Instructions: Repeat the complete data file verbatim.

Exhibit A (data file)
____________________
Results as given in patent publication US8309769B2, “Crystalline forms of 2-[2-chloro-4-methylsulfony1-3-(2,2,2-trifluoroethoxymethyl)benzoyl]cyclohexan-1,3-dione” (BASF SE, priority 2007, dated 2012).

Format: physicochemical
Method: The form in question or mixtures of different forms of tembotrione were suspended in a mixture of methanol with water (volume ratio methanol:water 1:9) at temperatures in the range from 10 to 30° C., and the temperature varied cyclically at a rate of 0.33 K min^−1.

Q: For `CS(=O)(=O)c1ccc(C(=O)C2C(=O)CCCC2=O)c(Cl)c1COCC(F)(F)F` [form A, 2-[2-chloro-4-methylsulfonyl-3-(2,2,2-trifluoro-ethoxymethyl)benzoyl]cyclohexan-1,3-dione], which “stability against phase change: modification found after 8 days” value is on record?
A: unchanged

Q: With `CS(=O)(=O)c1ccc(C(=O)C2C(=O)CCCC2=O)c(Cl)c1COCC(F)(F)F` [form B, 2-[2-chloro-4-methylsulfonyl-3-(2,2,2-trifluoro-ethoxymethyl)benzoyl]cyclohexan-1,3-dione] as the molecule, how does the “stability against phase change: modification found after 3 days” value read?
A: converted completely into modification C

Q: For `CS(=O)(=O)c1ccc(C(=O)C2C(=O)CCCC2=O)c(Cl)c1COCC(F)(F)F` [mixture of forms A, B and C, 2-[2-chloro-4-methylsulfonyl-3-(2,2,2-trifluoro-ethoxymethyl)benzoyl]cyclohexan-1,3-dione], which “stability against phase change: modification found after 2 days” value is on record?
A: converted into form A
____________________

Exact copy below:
Results as given in patent publication US8309769B2, “Crystalline forms of 2-[2-chloro-4-methylsulfony1-3-(2,2,2-trifluoroethoxymethyl)benzoyl]cyclohexan-1,3-dione” (BASF SE, priority 2007, dated 2012).

Format: physicochemical
Method: The form in question or mixtures of different forms of tembotrione were suspended in a mixture of methanol with water (volume ratio methanol:water 1:9) at temperatures in the range from 10 to 30° C., and the temperature varied cyclically at a rate of 0.33 K min^−1.

Q: For `CS(=O)(=O)c1ccc(C(=O)C2C(=O)CCCC2=O)c(Cl)c1COCC(F)(F)F` [form A, 2-[2-chloro-4-methylsulfonyl-3-(2,2,2-trifluoro-ethoxymethyl)benzoyl]cyclohexan-1,3-dione], which “stability against phase change: modification found after 8 days” value is on record?
A: unchanged

Q: With `CS(=O)(=O)c1ccc(C(=O)C2C(=O)CCCC2=O)c(Cl)c1COCC(F)(F)F` [form B, 2-[2-chloro-4-methylsulfonyl-3-(2,2,2-trifluoro-ethoxymethyl)benzoyl]cyclohexan-1,3-dione] as the molecule, how does the “stability against phase change: modification found after 3 days” value read?
A: converted completely into modification C

Q: For `CS(=O)(=O)c1ccc(C(=O)C2C(=O)CCCC2=O)c(Cl)c1COCC(F)(F)F` [mixture of forms A, B and C, 2-[2-chloro-4-methylsulfonyl-3-(2,2,2-trifluoro-ethoxymethyl)benzoyl]cyclohexan-1,3-dione], which “stability against phase change: modification found after 2 days” value is on record?
A: converted into form A